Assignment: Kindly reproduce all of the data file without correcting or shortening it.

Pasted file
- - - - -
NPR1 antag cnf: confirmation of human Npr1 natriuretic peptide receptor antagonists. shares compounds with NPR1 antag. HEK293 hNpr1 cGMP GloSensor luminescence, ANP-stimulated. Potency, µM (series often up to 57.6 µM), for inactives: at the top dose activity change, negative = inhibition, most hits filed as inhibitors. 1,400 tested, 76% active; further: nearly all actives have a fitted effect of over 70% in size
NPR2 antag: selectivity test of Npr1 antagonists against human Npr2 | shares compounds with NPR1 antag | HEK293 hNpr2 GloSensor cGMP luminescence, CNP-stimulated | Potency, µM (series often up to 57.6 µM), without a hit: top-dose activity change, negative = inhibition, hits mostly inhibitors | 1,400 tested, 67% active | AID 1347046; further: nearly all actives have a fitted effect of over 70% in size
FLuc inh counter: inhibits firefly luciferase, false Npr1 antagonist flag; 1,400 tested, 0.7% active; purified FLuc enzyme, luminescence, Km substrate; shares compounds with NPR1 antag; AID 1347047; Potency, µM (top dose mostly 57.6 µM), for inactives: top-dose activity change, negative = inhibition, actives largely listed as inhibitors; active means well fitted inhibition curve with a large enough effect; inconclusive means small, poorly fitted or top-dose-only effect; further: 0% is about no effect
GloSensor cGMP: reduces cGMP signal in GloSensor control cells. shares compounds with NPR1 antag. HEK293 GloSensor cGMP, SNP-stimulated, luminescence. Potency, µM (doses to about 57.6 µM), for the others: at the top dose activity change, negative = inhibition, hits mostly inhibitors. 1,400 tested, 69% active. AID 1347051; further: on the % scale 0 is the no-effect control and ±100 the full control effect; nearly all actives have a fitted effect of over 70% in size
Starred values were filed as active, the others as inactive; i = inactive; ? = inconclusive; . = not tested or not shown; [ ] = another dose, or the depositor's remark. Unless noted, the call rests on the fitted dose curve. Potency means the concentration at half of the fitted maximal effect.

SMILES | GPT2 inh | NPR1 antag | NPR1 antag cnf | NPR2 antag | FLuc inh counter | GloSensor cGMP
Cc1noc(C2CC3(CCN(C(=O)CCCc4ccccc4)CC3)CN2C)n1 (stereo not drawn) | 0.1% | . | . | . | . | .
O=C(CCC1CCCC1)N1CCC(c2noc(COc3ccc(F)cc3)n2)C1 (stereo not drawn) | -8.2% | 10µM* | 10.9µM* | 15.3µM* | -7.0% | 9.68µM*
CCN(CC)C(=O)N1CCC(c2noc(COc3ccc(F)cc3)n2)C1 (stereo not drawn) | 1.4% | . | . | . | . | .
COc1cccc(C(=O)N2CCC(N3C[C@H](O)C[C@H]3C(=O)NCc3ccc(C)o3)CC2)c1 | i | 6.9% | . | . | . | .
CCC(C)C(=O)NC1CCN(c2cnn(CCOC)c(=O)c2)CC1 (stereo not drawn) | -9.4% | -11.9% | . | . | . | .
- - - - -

NPR1 antag cnf: confirmation of human Npr1 natriuretic peptide receptor antagonists. shares compounds with NPR1 antag. HEK293 hNpr1 cGMP GloSensor luminescence, ANP-stimulated. Potency, µM (series often up to 57.6 µM), for inactives: at the top dose activity change, negative = inhibition, most hits filed as inhibitors. 1,400 tested, 76% active; further: nearly all actives have a fitted effect of over 70% in size
NPR2 antag: selectivity test of Npr1 antagonists against human Npr2 | shares compounds with NPR1 antag | HEK293 hNpr2 GloSensor cGMP luminescence, CNP-stimulated | Potency, µM (series often up to 57.6 µM), without a hit: top-dose activity change, negative = inhibition, hits mostly inhibitors | 1,400 tested, 67% active | AID 1347046; further: nearly all actives have a fitted effect of over 70% in size
FLuc inh counter: inhibits firefly luciferase, false Npr1 antagonist flag; 1,400 tested, 0.7% active; purified FLuc enzyme, luminescence, Km substrate; shares compounds with NPR1 antag; AID 1347047; Potency, µM (top dose mostly 57.6 µM), for inactives: top-dose activity change, negative = inhibition, actives largely listed as inhibitors; active means well fitted inhibition curve with a large enough effect; inconclusive means small, poorly fitted or top-dose-only effect; further: 0% is about no effect
GloSensor cGMP: reduces cGMP signal in GloSensor control cells. shares compounds with NPR1 antag. HEK293 GloSensor cGMP, SNP-stimulated, luminescence. Potency, µM (doses to about 57.6 µM), for the others: at the top dose activity change, negative = inhibition, hits mostly inhibitors. 1,400 tested, 69% active. AID 1347051; further: on the % scale 0 is the no-effect control and ±100 the full control effect; nearly all actives have a fitted effect of over 70% in size
Starred values were filed as active, the others as inactive; i = inactive; ? = inconclusive; . = not tested or not shown; [ ] = another dose, or the depositor's remark. Unless noted, the call rests on the fitted dose curve. Potency means the concentration at half of the fitted maximal effect.

SMILES | GPT2 inh | NPR1 antag | NPR1 antag cnf | NPR2 antag | FLuc inh counter | GloSensor cGMP
Cc1noc(C2CC3(CCN(C(=O)CCCc4ccccc4)CC3)CN2C)n1 (stereo not drawn) | 0.1% | . | . | . | . | .
O=C(CCC1CCCC1)N1CCC(c2noc(COc3ccc(F)cc3)n2)C1 (stereo not drawn) | -8.2% | 10µM* | 10.9µM* | 15.3µM* | -7.0% | 9.68µM*
CCN(CC)C(=O)N1CCC(c2noc(COc3ccc(F)cc3)n2)C1 (stereo not drawn) | 1.4% | . | . | . | . | .
COc1cccc(C(=O)N2CCC(N3C[C@H](O)C[C@H]3C(=O)NCc3ccc(C)o3)CC2)c1 | i | 6.9% | . | . | . | .
CCC(C)C(=O)NC1CCN(c2cnn(CCOC)c(=O)c2)CC1 (stereo not drawn) | -9.4% | -11.9% | . | . | . | .